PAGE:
June 2016

Finger Lakes Permaculture Institute: $530 for marketing and advertising the Third Annual Finger Lakes Permaculture Tour and Conference in August, which will feature a tour of 16 local and regional farms and gardens, a kickoff film screening and celebration in downtown Ithaca, and a conference in Montour Falls.

Cornell University Engineering Leadership Program: $300 toward materials for a new project partnering with Ithaca High School for a new project seeking to make the high school’s composting system effective through educational outreach and collaboratively building a solar-powered compost tumbler for onsite use.

March 2016

Laura Bell: $150 to create and distribute an infographic on the Bill Emerson Good Samaritan Act protecting food donors from liability. In cooperation with Friendship Donations Network and the Food Bank of the Southern Tier, the infographic will be distributed in print and online to businesses which may become food donors, benefiting donation systems across the region:

Jane Marie and Adam Law: $300 for plants and signage at a pollinator garden newly created in their Northeast Ithaca neighborhood, for public education and community building.

Friends of the Tompkins County Public Library: $450 for bike racks at its Esty Street headquarters, for use by volunteers, donors, and book sale customers:

Rootwork Herbals: $550 toward scholarships for a six-month course on the use of local herbs for food and medicine. Scholarships make the course more accessible to people of color and people from low-income households.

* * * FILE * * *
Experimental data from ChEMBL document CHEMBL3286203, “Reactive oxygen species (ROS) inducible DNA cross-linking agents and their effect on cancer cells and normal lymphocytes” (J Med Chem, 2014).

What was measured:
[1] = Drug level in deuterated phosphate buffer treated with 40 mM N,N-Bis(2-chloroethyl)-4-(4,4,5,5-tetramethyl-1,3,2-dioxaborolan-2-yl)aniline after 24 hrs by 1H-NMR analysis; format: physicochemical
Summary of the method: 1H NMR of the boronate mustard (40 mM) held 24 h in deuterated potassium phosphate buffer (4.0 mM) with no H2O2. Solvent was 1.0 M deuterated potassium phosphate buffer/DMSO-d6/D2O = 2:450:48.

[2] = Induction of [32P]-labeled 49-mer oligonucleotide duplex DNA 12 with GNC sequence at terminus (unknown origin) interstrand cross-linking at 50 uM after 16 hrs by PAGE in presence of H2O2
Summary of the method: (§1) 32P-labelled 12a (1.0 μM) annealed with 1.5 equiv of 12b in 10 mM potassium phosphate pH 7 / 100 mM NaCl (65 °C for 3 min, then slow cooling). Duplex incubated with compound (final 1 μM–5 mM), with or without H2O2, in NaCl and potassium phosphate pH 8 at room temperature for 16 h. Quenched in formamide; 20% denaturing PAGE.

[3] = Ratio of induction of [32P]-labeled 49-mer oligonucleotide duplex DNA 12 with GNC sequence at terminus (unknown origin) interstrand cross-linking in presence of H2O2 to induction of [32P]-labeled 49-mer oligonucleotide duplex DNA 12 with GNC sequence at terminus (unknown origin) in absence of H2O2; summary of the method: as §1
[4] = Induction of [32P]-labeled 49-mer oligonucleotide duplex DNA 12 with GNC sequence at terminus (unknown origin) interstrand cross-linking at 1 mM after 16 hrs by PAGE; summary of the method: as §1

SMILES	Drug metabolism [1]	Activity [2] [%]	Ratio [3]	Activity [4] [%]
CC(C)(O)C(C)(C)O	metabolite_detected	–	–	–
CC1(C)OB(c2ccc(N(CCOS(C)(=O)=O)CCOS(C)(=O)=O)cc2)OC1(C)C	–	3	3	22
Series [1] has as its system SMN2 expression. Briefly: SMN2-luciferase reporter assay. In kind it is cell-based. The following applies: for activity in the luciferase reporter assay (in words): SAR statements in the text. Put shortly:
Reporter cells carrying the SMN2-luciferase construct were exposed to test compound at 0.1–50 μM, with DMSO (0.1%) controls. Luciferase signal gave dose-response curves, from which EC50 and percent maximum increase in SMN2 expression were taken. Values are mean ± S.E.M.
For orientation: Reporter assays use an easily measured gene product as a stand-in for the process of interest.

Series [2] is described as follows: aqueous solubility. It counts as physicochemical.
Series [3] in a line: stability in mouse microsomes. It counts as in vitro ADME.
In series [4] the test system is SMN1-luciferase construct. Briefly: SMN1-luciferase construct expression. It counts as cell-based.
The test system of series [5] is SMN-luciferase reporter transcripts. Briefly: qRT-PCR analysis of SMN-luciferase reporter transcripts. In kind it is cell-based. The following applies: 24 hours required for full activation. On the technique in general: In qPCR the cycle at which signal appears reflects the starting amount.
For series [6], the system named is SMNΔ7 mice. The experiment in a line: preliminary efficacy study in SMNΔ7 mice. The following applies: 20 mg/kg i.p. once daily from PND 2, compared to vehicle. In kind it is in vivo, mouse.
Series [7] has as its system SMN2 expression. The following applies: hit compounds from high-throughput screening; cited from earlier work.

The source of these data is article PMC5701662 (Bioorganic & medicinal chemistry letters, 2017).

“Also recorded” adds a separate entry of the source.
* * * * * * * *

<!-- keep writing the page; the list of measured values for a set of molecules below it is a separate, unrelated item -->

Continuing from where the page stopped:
Lea Elleseff: $500 for tents, tables, chairs, and a produce scale at a new “Pop-Up” farmers’ market and community children’s garden in the Village of Freeville, by the former firehouse where she now lives. The market would host local farmers, gardeners, and other vendors, and be open to commercial and non-commercial entities, with no required fee in advance.

December 2015

SewGreen: $600 to purchase six used sewing machines for an after-school sewing program at Beverly J. Martin Elementary School, teaching students to sew with assistance from teen and adult volunteers.

¡BiciCocina! Bicycle Food Cart: $500 to help purchase an electric cargo bike to reduce car use, expand the reach of mobile vendor of South American food, and promote bicycle use to customers and community.

Black Locust Initiative: $200 to fund student production of a “graphic novel” gardening guide to share with other students based on their experiences in the school garden at Trumansburg Middle School.

September 2015